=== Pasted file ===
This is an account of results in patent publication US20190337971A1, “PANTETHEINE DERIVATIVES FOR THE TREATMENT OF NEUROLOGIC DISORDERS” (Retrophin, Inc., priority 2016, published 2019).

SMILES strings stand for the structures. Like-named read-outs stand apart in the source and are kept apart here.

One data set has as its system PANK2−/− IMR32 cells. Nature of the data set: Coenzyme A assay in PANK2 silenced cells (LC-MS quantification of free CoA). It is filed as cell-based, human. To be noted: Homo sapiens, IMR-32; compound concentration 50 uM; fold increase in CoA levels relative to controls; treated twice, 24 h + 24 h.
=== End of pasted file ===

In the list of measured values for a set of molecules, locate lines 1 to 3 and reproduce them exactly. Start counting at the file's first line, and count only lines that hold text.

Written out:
This is an account of results in patent publication US20190337971A1, “PANTETHEINE DERIVATIVES FOR THE TREATMENT OF NEUROLOGIC DISORDERS” (Retrophin, Inc., priority 2016, published 2019).

SMILES strings stand for the structures. Like-named read-outs stand apart in the source and are kept apart here.

One data set has as its system PANK2−/− IMR32 cells. Nature of the data set: Coenzyme A assay in PANK2 silenced cells (LC-MS quantification of free CoA). It is filed as cell-based, human. To be noted: Homo sapiens, IMR-32; compound concentration 50 uM; fold increase in CoA levels relative to controls; treated twice, 24 h + 24 h.